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Red Lodge, Suffolk

The 300 individual plots contain a series of open space fingers and nodes that include a County Wildlife Site, designated for the rare lowland, rabbit-grazed, lichen heathland. Much of this was lost to bracken encroachment, needing intervention to restore this lowland heath. This constraint and opportunity ensured the need for a comprehensive Construction Landscape and Ecology Management Plan (CLEMP), to set out the sequence of safeguarding habitat, existing trees, species protection, translocation, habitat restoration, drainage swale formation and landscape works.

The dilapidated lowland heath was successfully restored by bracken control. The landscape designs for the open space areas included creating areas of further heathland and brash for the encouragement of grazing rabbit populations, (important for the heathland). The landscape design included new play areas, and a state-of-the-art sound attenuation bund which had to defy normal ‘engineered’ straight line battered embankments. It undulated in height and width as a natural landform, with the fence increasing and decreasing in height in the low points, with clusters of vegetation.

The landscape architect’s role involved RIBA stages 2-7, including early design drawings in colour for planning, explaining the concept, and one that was radically different from the average housing scheme. The drawings were developed to working drawing stage to release landscape conditions on the planning approval, and these were amended by iteration through stage 5, as drainage, lighting and service runs were finalised. Stage 6/7 included site-monitoring, responding to RFIs and contractor site meetings, snagging and sign-off. This site role was greater than most housebuilding situations due to the abnormal level of the ecological sensitivities and the special bund.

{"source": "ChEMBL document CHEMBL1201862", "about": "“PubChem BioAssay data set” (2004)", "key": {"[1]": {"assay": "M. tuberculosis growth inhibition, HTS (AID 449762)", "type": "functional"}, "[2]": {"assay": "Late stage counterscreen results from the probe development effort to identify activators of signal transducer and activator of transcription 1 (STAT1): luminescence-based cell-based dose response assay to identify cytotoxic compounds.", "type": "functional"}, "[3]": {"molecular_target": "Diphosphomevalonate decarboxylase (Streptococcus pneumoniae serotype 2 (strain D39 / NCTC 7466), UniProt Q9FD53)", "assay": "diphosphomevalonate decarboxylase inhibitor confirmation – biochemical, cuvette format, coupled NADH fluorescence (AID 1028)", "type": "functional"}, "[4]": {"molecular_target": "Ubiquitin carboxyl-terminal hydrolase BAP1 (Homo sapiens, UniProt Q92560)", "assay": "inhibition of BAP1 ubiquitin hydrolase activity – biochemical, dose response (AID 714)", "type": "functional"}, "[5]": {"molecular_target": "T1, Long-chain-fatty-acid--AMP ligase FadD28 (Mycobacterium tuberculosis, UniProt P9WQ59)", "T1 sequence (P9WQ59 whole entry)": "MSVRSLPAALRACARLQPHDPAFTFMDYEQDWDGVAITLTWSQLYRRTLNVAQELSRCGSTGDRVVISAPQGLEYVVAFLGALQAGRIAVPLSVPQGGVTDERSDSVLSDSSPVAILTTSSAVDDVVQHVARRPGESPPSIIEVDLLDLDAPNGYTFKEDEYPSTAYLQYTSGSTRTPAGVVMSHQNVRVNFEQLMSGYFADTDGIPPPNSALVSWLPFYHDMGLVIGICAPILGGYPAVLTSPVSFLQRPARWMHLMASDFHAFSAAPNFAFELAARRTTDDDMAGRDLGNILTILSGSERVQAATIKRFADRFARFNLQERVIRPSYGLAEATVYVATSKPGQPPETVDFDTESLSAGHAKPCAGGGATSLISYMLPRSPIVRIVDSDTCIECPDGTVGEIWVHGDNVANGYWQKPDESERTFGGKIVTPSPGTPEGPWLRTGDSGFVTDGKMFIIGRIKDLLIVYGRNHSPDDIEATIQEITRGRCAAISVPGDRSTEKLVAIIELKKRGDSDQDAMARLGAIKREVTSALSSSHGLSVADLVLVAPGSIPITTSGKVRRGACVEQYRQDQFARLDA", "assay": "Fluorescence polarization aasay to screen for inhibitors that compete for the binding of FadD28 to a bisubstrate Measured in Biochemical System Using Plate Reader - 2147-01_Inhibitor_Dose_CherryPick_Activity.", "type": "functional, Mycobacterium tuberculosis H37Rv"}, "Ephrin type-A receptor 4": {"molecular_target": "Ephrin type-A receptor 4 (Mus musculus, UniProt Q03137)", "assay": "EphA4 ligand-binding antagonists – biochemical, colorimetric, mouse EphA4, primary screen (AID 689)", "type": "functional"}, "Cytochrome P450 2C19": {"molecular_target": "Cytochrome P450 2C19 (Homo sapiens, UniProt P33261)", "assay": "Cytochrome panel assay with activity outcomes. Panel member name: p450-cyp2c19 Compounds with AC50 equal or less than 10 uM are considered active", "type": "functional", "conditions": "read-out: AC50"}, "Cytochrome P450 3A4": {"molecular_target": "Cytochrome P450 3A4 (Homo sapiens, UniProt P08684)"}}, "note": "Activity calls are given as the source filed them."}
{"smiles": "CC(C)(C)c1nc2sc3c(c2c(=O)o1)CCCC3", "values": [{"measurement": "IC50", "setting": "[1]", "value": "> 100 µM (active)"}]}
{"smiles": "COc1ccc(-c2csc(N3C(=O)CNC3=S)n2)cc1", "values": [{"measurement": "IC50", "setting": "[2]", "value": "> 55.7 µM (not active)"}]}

The site pioneered a nature-first approach to landscape design, safeguarding and enhancing the existing landscape, now our standard green infrastructure approach, but very unusual then. The site also pioneered natural approaches to play design, with bespoke play elements including fortresses, rocks, sand pools and climbing slopes – all engendered to inspire imaginative play.

This was an abnormal site for Taylor Wimpey, with a difficult planning context, infrastructure and logistical problems. The landscape, ecology and sound attenuation issues required considerable consultant involvement throughout the process to prevent breaches of wildlife legislation and habitat damage. What they did not realise then, and are only just now realising, is that what was for them a problem site, foretold a new biodiversity-led approach to landscape design that saved them considerable sums of money for a better, more biodiverse and sustainable landscape.

This is a major house building site that heralds the future approach to creating sustainable, highly biodiverse, low maintenance, user-friendly and attractive landscapes that act as giant insect reservoirs, managed without the nicotinoid pesticides of agricultural areas.

 The fact that wild areas exist between housing terraces, without complaint, is a massive victory. The value of the natural environment is well explained on sign boards erected to encourage residents to look for the special and more common species the site heralds and harbours. The real trick to the acceptance of unkempt wild areas so close to front doors, was the introduction of a close mown margin around the wild area, like a frame around a picture. This innovation sold introducing nature into the heart of development and is a detail of enormous importance to the success of this scheme.


Taylor Wimpey

Scope of work:

Red Lodge Landscape Design by James Blake Associates

Case Studies